While we are using an asthma example here (and in our related paper on health impact investing), this approach can be used to finance any evidence-based intervention that reduces health care utilization/costs within a reasonable time frame (1-5 years).

What are the best interventions for diabetes, obesity, heart disease, and other chronic/acute illnesses? We’d like to hear your ideas! rick@collectivehealth.net

The US spends $2.6 trillion a year on a health care system that…

  • Fails to address primary sources of health and health risk; and
  • Misaligns incentives with the treatment of illness rather than prevention and health promotion.

An alternative strategy is presented in “Impact Investing in Sources of Health,” a paper commissioned by the California Endowment and co-authored by the University of California Berkeley and Collective Health. The authors, including noted social epidemiologist Dr. Len Syme, contend that “impact investment in upstream sources of health represents a substantial opportunity to improve downstream health outcomes and costs in a meaningful and sustainable way.”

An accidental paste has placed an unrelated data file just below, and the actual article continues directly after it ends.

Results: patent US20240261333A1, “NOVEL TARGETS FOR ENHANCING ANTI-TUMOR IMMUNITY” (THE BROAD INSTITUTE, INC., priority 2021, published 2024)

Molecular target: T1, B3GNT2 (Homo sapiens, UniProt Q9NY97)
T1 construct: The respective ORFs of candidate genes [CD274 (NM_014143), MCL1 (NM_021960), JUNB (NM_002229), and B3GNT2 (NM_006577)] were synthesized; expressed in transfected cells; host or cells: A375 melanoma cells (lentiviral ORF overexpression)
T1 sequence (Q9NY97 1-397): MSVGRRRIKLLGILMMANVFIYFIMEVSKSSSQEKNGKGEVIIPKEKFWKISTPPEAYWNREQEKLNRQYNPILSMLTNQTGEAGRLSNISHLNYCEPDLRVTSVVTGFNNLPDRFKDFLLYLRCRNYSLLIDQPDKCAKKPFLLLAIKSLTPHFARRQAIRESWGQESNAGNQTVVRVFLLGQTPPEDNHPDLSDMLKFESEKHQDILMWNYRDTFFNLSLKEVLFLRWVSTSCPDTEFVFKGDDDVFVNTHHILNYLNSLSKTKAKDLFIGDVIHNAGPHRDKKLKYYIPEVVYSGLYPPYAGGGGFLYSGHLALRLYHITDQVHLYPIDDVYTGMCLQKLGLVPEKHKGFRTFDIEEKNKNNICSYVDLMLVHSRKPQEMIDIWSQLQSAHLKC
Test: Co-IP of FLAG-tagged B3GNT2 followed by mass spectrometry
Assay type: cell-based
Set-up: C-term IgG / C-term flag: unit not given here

The paper examines the growing movement toward impact investing, the launch of social impact bonds (also known as Pay for Success initiatives), and application of this strategy to address causes of asthma-related emergencies among children in Fresno, California. The approach generates investment capital in evidence-based interventions that reduce health care utilization and costs for financial stakeholders like public and private insurers, employers and health care providers; a share of the savings achieved is returned to impact investors to cover principal plus interest.

“Pay for Success initiatives are beginning to move forward in the US,” note the authors. “We believe this effort can be greatly expanded and accelerated with a market-based approach that engages private investor support.” Collective Health has created a number of innovative financing vehicles, such as the Health Impact Bond℠, to drive this market-based approach. Read the white paper here.